Friday, April 20, 2018

Kat's Review: We Will Make Mischief Together

We Will Make Mischief Together by J. Hepburn
Publisher: Less Than Three (March 14, 2018)
Genre: Historical / Steampunk -- F/F
Novella (about 65 pages)
1st POV

Frances once had a life of her own, and a future in a world that was throwing off old shackles.

That was before she was hauled back home to be chained by convention and family, and the dearest person in the world to her went missing, presumed dead.

Then a battered wooden box arrives, bearing a cryptic message from someone she thought long dead.

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Kat's Review:

The description of this novella indicates only that the main character, Frances, has been brought back to her family (presumably in disgrace, as her father is a governor) and that she thought a person close to her (presumably her lover) was dead. Then, to Frances’s astonishment, she receives a communication from her erstwhile deceased lover.

Based on this description, my expectations for the story were that the reader would get an idea of what Frances had been doing to warrant being sent back to her family, and that she and her lover would reunite. The only possible hint at the actual content of the story is in the cover, which shows a woman in Edwardian dress with a bunch of gears - very steampunky.

In reality, this story, though very well written in first POV, is all about engines. And mechanics. And the minutiae of Frances’s journey from her home (where she’s kept essentially under guard) to a steamer on its way to Brisbane. This is a novella, but Frances actions are recounted almost in real time; the storyline unfolds over the course of about a day.

On reflection, the style is reminiscent of The Handmaid’s Tale. In that story, Margaret Atwood does a great job of bringing the reader into June’s world and focusing on the small details of her room, her clothing, her past memories, because that is literally June’s existence. Another comparison I could make is E. L. James’s 50 Shades trilogy, as James has a habit of detailing mundane details about Ana’s and Christian’s lives that seem to serve no purpose other than to demonstrate they are people who do things. Hepburn is clearly knowledgeable about turn of the 20th century cars and engines and mechanics, and demonstrates that knowledge on the page, which some readers will surely find interesting, but this reader did not.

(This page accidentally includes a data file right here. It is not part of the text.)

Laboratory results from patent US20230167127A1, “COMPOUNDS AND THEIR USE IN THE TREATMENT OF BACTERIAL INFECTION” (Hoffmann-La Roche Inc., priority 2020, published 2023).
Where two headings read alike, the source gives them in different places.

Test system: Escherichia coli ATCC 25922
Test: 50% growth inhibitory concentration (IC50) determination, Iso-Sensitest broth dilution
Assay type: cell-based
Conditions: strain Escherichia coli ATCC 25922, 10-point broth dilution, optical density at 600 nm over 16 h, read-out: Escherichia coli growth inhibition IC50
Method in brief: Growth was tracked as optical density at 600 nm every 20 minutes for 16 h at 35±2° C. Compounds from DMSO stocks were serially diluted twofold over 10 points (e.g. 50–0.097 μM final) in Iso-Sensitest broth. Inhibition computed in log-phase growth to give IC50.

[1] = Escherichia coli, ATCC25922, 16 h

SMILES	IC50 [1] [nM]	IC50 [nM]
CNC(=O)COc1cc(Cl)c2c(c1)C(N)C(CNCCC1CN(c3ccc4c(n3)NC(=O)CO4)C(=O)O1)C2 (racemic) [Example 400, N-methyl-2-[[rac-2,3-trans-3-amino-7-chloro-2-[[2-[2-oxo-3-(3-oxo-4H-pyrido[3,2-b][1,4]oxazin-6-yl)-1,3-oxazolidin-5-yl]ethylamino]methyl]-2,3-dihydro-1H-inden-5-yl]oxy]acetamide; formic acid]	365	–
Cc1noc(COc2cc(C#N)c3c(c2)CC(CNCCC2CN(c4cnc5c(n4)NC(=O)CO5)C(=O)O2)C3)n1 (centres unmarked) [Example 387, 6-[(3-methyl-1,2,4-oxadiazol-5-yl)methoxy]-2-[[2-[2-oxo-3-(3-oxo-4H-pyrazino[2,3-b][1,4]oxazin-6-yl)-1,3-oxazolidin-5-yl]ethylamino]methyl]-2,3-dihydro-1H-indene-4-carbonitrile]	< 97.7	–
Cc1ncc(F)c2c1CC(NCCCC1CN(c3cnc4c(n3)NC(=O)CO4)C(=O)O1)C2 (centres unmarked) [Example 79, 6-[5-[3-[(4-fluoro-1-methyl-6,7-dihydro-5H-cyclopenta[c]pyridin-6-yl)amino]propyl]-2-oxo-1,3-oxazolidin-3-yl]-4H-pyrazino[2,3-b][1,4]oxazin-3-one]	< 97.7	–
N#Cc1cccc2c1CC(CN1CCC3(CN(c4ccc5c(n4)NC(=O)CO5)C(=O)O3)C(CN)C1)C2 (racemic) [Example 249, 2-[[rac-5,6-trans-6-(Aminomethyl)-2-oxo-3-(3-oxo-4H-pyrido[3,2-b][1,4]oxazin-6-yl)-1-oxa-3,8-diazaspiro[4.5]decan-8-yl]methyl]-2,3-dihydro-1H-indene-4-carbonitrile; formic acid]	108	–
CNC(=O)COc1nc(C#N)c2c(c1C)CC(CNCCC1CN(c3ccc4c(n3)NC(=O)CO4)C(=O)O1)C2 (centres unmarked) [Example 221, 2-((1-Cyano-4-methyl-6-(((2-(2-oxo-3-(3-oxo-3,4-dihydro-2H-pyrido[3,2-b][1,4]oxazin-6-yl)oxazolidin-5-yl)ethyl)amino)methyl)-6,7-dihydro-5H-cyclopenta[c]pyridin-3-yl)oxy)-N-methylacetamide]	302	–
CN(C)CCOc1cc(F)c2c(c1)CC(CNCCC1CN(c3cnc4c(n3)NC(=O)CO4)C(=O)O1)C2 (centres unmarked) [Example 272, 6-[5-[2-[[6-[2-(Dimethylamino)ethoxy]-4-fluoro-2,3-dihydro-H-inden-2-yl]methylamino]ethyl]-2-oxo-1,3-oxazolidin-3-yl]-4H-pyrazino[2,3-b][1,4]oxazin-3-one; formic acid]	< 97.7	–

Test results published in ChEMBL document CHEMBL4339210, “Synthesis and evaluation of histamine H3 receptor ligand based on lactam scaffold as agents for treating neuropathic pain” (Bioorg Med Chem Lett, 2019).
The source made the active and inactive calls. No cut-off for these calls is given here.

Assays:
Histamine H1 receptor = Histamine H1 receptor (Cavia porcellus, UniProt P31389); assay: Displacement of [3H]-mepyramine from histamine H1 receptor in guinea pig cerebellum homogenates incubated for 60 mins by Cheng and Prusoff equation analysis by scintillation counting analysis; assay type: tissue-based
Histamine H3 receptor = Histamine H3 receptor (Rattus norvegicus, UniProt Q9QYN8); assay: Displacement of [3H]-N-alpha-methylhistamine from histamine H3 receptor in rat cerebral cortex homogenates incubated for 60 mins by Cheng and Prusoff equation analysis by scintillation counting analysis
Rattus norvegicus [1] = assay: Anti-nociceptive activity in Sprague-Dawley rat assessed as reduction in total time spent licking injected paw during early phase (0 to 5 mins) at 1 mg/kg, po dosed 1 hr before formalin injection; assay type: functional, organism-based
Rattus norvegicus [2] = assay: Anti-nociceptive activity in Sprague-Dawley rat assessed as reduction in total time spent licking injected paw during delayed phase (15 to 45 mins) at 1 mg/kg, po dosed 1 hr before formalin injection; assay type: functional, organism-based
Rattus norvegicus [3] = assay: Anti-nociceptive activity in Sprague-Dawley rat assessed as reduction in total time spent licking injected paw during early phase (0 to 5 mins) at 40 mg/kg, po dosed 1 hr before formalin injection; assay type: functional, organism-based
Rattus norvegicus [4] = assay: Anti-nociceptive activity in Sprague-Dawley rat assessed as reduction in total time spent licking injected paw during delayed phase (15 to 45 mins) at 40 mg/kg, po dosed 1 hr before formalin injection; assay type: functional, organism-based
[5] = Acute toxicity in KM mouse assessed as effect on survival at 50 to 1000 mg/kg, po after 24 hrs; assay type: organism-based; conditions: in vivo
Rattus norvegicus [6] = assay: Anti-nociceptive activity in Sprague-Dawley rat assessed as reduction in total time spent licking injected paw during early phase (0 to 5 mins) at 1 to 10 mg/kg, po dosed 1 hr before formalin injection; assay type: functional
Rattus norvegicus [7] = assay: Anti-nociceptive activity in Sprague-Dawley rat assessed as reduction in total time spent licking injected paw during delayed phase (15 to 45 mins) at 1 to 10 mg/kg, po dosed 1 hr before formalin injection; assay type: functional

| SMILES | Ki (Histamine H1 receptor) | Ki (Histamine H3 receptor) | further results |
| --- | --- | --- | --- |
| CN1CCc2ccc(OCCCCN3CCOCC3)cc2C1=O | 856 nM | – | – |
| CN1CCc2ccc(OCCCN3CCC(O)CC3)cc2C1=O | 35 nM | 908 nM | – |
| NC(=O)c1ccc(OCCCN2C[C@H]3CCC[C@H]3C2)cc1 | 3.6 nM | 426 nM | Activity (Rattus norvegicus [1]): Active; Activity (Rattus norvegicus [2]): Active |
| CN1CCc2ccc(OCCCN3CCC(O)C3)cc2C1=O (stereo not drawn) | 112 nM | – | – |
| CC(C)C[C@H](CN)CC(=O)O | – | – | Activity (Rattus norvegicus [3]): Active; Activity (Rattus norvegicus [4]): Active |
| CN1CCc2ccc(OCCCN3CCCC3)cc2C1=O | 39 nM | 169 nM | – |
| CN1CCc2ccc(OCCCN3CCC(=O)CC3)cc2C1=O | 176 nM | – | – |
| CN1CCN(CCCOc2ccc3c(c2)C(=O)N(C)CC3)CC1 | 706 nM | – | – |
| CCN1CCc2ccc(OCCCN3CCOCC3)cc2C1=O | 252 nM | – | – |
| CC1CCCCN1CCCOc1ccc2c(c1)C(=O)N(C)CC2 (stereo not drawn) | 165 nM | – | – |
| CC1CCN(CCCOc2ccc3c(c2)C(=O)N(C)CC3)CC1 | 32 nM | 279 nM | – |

For example, this passage regards part of Frances’s escape from her family’s estate:

Bill filled the paraffin tank and then strapped a full round metal tank of paraffin to the back of the car. There was a small bucket there as well, for filling the water tank in an emergency. 
I followed him around the car, watching intently as he pumped up pressure for the paraffin lines, ran water from the tank into the boiler and checked the brake was locked and all the water bleed lines closed.

This information may heighten the enjoyment of some readers, but certainly not all. Because of the length of the story and its short storyline duration, there isn’t a lot of development of characters.

**Minor spoilers**

We see Frances interacting with a few people (all men) along her way, and then her reunion with her lover, Katharine (which happens at 85% of the way), but other than that, the book is taken up with descriptions of surroundings, clothing, and engines.

**End of spoilers**

On a different note, Hepburn does not paint women in the most flattering light in this story. Other than Frances, and her reminiscences of her special friend, Katharine, women are depicted as petty, callous, and mean. Frances interacts with a maid in her home who questions Frances’s authority as daughter of the house. Her memories include time spent at an all-girls school run by a Ms. Sinnet, who is harsh and cold. When Frances gets to Ipswich, she briefly encounters female sex workers, a group of women who, based on her past experience, can be “violent and cruel to those they believe competitors.” In a story about lesbian romance, these characterizations were unwelcome.

Though it does not happen until literally the end of the story, there is a sex scene that is slightly graphic (descriptions of nipples and pubic hair), but more sweet than spicy.

Overall, I appreciated Hepburn’s willingness and ability to tell an unconventional story. The atmosphere of Frances’s family home is unbearable, and I’m glad to see her escape, though the escape was quite tedious. However, I would only recommend this story to someone who was really, really into Edwardian-era automobiles and mechanics.


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Source: NetGalley ARC

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Thanks for the review, Kat! Novellas can be so hard to pull off, and it sounds like this one didn't quite hit the balance between world building, plot, and romance.


Until Next Time,

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